Laundry list of reasons why mining next to the Okefenokee Swamp is a bad idea

SELC and partners urge Corps to deny weak permit

The doorstep of the unique and pristine Okefenokee Swamp is no place for a 12,000-acre titanium mine. (© Chris DeScherer)

The Okefenokee Swamp, a pristine and iconic wetland in southern Georgia, is home to the state’s treasured Okefenokee National Wildlife Refuge. The doorstep of this National Natural Landmark and key wetland habitat is no place for a 12,000-acre titanium mine.

Last week, SELC submitted comments on behalf of a number of environmental groups opposing a recent application to the U.S. Army Corps of Engineers that would allow Twin Pines Minerals to mine for titanium near the swamp and wildlife refuge.

Twin Pines has failed to provide critical information and, from the information it has provided, we can predict a train wreck of adverse effects.”

—Senior Attorney Bill Sapp

The reality of titanium mining isn’t pretty. In its applications, Twin Pines is asking for permission to scrape off the layer of topsoil, dig up to 70-feet deep into the wetland and sandy soils, separate out the heavy minerals from the sandy soil, then attempt to put all of the layers of 522 acres of wetlands back together again.

In comments submitted to the Army Corps, SELC and its partners made clear that doing so would likely destroy the integrity of the swamp and surrounding ecosystems, in violation of Clean Water Act guidelines. More than 20,000 local, regional, and national organizations and individuals also wrote comments urging the Corps to deny Twin Pines’ permit.

“Twin Pines has failed to provide critical information and, from the information it has provided, we can predict a train wreck of adverse effects,” says Senior Attorney Bill Sapp.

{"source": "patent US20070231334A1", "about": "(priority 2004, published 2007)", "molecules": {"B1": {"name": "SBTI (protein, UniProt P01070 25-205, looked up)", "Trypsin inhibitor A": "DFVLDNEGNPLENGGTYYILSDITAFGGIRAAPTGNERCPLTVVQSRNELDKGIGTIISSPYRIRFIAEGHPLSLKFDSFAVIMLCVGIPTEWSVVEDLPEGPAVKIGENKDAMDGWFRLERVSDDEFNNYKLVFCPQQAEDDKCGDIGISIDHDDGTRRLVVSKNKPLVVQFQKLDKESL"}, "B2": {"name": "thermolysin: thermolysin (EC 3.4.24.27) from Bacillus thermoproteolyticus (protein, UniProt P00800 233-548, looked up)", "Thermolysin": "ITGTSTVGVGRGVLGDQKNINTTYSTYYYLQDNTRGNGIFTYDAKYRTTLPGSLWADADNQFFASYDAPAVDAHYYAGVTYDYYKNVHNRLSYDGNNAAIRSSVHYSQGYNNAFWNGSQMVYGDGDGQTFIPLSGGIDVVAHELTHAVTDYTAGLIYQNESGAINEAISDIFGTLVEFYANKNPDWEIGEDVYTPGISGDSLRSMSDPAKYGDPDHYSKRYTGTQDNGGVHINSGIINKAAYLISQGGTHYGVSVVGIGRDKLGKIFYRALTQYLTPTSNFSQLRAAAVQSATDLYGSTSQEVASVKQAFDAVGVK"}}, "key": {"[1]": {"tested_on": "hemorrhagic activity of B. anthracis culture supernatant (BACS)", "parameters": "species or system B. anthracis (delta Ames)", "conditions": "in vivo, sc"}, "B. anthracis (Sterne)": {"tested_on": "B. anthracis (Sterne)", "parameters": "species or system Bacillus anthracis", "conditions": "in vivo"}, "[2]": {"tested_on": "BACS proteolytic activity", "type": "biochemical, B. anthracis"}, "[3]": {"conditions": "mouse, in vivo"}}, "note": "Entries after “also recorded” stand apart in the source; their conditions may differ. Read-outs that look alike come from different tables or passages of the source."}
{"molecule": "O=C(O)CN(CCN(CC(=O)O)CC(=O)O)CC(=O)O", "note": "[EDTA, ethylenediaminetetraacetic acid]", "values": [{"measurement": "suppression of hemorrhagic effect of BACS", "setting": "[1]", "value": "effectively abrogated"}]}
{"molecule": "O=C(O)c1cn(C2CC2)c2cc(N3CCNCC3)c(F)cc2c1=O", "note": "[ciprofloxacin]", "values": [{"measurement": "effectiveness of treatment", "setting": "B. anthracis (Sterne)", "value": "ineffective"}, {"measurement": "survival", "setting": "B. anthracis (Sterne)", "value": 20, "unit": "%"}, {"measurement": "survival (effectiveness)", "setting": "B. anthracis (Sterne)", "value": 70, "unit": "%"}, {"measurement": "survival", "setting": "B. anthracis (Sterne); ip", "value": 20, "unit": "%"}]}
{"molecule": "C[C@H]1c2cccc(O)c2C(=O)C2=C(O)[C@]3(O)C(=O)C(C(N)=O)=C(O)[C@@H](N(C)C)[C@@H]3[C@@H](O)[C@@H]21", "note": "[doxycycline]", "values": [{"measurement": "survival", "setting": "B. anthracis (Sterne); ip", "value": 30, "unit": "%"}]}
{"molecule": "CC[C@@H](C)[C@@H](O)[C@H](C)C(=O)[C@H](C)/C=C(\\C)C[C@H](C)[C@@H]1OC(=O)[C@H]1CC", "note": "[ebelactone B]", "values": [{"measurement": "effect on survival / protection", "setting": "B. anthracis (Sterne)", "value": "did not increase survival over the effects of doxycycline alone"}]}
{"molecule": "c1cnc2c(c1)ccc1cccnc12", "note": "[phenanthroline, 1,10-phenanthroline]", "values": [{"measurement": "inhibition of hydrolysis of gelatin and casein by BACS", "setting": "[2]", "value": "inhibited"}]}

Some of the concerns are as follows:

  • The lack of information in the application prevents meaningful comment by the public.
  • Twin Pines has consistently downplayed the ultimate size of its proposed mine and how long it would take to restore the site.
  • Twin Pines claims that no endangered species would be harmed, though biologists at the U.S. Fish and Wildlife Service have said the mining would likely destroy the habitats of listed animals, such as gopher tortoises, frosted flatwood salamanders, striped newts, and gopher frogs.
  • Twin Pines made unsubstantiated claims that the proposed mine would cause no harm to the swamp, while also noting they have not completed several key studies of how water flows through the site.
  • Twin Pines did not meet the legal requirement to adequately consider alternatives with less environmental impact.

“These misrepresentations do not inspire confidence in Twin Pines’ ability to preserve irreplaceable public resources like the Okefenokee Swamp,” says the letter SELC submitted.

Twin Pines has not and cannot show that the proposed mine will not have unacceptable adverse impacts. Therefore, it is our stance that the Corps should deny the permit for the project.

Says Senior Attorney Megan Huynh, “If the Corps is not willing to deny the permit, it should, at the very minimum, require Twin Pines to do an Environmental Impact Statement to ensure that the very real risks to one of the world’s most unique ecosystems are not overlooked.”

For a full list of reasons why Twin Pines’ mining application should not be approved, click here to read SELC’s submitted comments.

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